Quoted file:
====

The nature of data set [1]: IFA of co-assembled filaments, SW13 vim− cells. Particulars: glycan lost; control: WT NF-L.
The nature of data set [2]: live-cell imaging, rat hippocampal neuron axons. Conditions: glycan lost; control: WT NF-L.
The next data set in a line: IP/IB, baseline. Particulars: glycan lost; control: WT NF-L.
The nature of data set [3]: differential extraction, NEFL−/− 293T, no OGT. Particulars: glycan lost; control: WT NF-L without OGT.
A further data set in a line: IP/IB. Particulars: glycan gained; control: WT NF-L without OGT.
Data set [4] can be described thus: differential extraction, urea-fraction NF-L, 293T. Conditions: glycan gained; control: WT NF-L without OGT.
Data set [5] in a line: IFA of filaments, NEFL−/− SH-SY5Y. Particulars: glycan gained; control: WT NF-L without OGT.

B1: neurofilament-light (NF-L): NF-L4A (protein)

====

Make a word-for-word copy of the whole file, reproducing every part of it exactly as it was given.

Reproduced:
The nature of data set [1]: IFA of co-assembled filaments, SW13 vim− cells. Particulars: glycan lost; control: WT NF-L.
The nature of data set [2]: live-cell imaging, rat hippocampal neuron axons. Conditions: glycan lost; control: WT NF-L.
The next data set in a line: IP/IB, baseline. Particulars: glycan lost; control: WT NF-L.
The nature of data set [3]: differential extraction, NEFL−/− 293T, no OGT. Particulars: glycan lost; control: WT NF-L without OGT.
A further data set in a line: IP/IB. Particulars: glycan gained; control: WT NF-L without OGT.
Data set [4] can be described thus: differential extraction, urea-fraction NF-L, 293T. Conditions: glycan gained; control: WT NF-L without OGT.
Data set [5] in a line: IFA of filaments, NEFL−/− SH-SY5Y. Particulars: glycan gained; control: WT NF-L without OGT.

B1: neurofilament-light (NF-L): NF-L4A (protein)